Four Rights Monitors Saluted for Condemning “Zionism-is-Racism” Slur
(Washington, D.C., Jan. 27, 2022)—B’nai B’rith President Seth Riklin and CEO Daniel S. Mariaschin have issued the following statement:
B’nai B’rith International welcomes United Nations Secretary-General Antonio Guterres’s reference, in an address on International Holocaust Remembrance Day, to a “common definition” of anti-Jewish hatred. He quoted from a critical working definition of anti-Semitism that encompasses prevalent contemporary forms of the scourge—including the delegitimization and demonization of Israel.
The working definition—which has become the consensus one among multiple democracies, experts on anti-Semitism and Jewish communities most engaged in facing it—is that of the International Holocaust Remembrance Alliance (IHRA), an intergovernmental body.
The remarks come the day after several U.N.-affiliated experts in Geneva issued a landmark statement rejecting the calling into question of Israel’s legitimacy.
On Jan. 26, four U.N.-affiliated rights monitors in Geneva—Ahmed Shaheed, special rapporteur on freedom of religion or belief; Alexandra Xanthaki, special rapporteur in the field of cultural rights; Morris Tidball-Binz, special rapporteur on extrajudicial, summary or arbitrary executions, and Fernand de Varennes RP, special rapporteur on minority issues—cited the IHRA working definition of anti-Semitism and condemned “assertions that Zionism, the self-determination movement of the Jewish people, is an inherently racist ideology and a form of racial supremacy.”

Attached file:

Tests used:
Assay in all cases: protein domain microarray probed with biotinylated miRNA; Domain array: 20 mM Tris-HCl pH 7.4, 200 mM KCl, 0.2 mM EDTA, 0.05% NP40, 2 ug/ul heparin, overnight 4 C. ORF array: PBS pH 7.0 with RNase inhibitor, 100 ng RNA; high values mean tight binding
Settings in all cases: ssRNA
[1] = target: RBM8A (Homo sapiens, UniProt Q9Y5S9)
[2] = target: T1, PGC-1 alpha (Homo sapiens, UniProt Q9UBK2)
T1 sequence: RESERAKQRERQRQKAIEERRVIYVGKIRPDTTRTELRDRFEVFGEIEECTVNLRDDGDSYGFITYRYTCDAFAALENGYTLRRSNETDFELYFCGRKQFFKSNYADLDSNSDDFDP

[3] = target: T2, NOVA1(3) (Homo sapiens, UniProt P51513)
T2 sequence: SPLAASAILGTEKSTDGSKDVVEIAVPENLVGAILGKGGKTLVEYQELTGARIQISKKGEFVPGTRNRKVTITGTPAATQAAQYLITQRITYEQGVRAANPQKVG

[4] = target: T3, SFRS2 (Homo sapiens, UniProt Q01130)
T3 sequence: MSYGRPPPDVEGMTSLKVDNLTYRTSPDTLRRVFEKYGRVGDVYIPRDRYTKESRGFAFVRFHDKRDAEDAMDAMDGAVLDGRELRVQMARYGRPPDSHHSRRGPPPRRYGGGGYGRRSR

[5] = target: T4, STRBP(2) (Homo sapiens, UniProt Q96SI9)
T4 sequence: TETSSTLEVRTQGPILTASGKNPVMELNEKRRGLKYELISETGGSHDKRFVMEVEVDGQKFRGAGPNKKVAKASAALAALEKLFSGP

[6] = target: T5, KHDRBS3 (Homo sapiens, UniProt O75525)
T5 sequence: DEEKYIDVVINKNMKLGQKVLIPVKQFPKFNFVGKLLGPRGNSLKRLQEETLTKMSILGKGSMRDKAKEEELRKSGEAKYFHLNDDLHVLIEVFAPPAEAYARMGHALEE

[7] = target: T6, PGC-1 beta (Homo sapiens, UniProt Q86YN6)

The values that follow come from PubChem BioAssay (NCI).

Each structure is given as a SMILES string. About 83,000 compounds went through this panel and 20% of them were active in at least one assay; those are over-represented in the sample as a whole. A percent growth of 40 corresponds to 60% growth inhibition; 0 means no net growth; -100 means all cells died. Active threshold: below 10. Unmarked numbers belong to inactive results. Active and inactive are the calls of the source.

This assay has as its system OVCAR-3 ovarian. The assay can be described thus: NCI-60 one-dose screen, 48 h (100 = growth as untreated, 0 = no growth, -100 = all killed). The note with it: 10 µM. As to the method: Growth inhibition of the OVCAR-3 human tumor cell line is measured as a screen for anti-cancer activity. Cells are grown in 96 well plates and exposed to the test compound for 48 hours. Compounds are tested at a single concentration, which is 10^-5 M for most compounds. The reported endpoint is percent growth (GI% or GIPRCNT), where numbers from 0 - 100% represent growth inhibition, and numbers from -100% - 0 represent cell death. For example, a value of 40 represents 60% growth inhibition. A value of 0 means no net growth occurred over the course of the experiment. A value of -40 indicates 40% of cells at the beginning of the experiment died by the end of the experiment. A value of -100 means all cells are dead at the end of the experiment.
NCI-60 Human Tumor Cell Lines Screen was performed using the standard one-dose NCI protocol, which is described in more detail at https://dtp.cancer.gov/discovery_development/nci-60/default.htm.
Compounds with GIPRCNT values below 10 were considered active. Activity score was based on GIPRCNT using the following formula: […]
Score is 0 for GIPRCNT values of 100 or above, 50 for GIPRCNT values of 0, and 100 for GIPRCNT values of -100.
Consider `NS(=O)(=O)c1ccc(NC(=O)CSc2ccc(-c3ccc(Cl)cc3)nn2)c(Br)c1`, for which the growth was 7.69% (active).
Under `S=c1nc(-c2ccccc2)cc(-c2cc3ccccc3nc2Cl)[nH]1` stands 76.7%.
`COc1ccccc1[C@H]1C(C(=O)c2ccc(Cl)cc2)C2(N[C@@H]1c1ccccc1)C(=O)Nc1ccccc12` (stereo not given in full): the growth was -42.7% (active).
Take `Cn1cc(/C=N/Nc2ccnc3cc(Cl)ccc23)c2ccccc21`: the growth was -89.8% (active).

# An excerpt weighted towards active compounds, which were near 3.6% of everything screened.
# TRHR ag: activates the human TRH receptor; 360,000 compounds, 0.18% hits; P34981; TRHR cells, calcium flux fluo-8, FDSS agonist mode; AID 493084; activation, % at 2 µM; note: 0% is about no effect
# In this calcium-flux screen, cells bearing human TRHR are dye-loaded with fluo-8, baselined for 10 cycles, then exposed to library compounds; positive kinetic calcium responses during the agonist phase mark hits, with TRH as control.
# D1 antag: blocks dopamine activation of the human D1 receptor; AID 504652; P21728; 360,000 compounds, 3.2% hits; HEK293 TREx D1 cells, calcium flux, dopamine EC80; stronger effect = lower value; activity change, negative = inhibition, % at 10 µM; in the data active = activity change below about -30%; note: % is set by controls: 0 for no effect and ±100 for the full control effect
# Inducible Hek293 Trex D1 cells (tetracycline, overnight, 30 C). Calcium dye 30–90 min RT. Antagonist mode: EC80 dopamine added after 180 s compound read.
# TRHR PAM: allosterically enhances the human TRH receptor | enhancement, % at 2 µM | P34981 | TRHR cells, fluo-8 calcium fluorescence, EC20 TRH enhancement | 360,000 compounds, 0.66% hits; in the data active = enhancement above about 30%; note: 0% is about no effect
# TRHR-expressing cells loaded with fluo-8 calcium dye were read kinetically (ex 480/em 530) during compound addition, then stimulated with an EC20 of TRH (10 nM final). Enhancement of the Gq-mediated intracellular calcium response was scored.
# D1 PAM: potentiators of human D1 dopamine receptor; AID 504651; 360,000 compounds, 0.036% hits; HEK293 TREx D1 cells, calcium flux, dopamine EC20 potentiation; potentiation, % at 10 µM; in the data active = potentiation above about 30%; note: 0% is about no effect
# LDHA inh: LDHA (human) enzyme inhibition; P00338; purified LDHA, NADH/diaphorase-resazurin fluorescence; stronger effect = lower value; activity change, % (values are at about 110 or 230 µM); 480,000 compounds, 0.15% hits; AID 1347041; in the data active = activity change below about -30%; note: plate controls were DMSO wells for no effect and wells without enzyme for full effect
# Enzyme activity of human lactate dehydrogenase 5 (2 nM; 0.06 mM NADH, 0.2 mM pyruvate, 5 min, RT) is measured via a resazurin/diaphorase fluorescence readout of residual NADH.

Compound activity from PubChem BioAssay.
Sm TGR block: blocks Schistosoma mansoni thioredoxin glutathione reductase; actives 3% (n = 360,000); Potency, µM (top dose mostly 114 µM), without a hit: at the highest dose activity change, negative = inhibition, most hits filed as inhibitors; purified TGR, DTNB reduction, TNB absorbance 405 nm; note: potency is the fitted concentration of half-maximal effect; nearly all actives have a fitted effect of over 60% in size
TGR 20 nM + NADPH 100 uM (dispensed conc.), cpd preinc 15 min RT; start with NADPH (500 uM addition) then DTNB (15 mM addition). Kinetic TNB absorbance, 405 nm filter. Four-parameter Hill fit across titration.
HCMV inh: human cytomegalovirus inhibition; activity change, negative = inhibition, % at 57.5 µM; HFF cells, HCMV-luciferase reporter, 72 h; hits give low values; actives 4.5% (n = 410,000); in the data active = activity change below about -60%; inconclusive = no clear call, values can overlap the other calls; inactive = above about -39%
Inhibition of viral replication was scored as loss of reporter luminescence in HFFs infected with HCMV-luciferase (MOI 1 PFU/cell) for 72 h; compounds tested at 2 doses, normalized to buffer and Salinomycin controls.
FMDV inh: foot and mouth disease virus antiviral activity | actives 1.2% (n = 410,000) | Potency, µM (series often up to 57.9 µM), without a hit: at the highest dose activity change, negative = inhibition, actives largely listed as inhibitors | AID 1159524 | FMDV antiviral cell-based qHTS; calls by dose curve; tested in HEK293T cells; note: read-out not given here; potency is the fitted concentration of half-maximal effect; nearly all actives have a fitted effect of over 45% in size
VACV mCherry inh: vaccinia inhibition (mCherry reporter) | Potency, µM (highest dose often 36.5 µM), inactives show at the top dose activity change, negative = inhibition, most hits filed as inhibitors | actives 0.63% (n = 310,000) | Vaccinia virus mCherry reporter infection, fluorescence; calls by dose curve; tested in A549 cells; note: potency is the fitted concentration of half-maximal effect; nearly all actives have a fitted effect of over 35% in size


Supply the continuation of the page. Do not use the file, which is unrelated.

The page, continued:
Noting “antisemitic diatribes” even in U.N. settings, they said: “Not only is this narrative false; it has also shown to fuel resentment against Jews and normalise bias against Jewish communities worldwide.”
B’nai B’rith, which has directly encouraged the U.N. chief to further build upon his personal efforts against anti-Semitism, urges him to formally endorse and apply the IHRA working definition. This embrace of a concrete, comprehensive and up-to-date definition of anti-Semitism would be essential at a time when the animus has persisted and even spread, including in violent forms, around the world. In several countries, Jews are the leading target of faith-based hate crimes, and anti-Semitic incitement is widespread both online and otherwise.
B’nai B’rith’s own annual U.N. Holocaust remembrance event on Jan. 24 featured the secretary-general of IHRA and several high-level figures, including the vice president of the European Commission, who urged utilization of her group’s anti-Semitism definition.
The program, viewable online here, saw new German Foreign Minister Annalena Baerbock affirm Israel’s security as a “reason of state” for her country, which she said fights “unfounded criticism and hate against Israel.” For his part, days after a hostage-taking at a synagogue in Texas, United States Secretary of Homeland Security Alejandro Mayorkas—himself the descendant of Holocaust-era refugees—starkly warned that the Holocaust could recur anywhere.
Before the U.N. General Assembly’s passage of an important resolution last week embracing another IHRA working definition—that of Holocaust-denial and distortion—B’nai B’rith International CEO Daniel S. Mariaschin and U.N. and Intercommunal Affairs Director David J. Michaels wrote in an op-ed in Newsweek, “We hope member states will join in adopting… an equally vital working definition of antisemitism.”
On this Holocaust Remembrance Day, we commend those defenders of universal human rights standing firmly against anti-Semitism not only in the past but also in the present.
B’nai B’rith International has advocated for global Jewry and championed the cause of human rights since 1843. B’nai B’rith is recognized as a vital voice in promoting Jewish unity and continuity, a staunch defender of the State of Israel, a tireless advocate on behalf of senior citizens and a leader in disaster relief. With a presence around the world, we are the Global Voice of the Jewish Community. Visit www.bnaibrith.org